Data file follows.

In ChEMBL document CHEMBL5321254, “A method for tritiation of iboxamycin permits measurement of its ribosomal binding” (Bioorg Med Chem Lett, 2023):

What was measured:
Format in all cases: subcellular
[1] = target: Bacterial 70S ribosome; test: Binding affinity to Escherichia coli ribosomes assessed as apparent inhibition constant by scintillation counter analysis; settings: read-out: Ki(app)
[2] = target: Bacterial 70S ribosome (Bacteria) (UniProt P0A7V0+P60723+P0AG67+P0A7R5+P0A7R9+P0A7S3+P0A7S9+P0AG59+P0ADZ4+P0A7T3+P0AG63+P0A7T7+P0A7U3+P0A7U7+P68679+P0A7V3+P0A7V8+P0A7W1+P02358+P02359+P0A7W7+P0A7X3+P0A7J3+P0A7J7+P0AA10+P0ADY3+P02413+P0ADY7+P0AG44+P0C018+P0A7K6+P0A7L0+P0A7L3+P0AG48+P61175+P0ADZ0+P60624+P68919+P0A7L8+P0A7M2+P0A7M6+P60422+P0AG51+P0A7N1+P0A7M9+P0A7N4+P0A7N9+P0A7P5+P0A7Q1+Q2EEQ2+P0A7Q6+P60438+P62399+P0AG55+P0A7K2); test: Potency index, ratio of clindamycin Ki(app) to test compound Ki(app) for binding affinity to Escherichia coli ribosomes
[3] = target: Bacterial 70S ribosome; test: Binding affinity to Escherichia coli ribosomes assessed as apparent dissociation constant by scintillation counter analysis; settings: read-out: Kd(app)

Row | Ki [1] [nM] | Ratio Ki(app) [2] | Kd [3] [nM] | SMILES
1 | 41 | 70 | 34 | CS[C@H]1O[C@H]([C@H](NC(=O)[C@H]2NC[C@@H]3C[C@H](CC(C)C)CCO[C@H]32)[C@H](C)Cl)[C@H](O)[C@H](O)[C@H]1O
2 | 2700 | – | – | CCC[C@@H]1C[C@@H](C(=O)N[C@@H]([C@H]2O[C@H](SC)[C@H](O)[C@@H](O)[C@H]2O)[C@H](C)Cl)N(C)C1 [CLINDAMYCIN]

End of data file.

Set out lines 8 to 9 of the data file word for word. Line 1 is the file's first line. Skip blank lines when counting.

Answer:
1 | 41 | 70 | 34 | CS[C@H]1O[C@H]([C@H](NC(=O)[C@H]2NC[C@@H]3C[C@H](CC(C)C)CCO[C@H]32)[C@H](C)Cl)[C@H](O)[C@H](O)[C@H]1O
2 | 2700 | – | – | CCC[C@@H]1C[C@@H](C(=O)N[C@@H]([C@H]2O[C@H](SC)[C@H](O)[C@@H](O)[C@H]2O)[C@H](C)Cl)N(C)C1 [CLINDAMYCIN]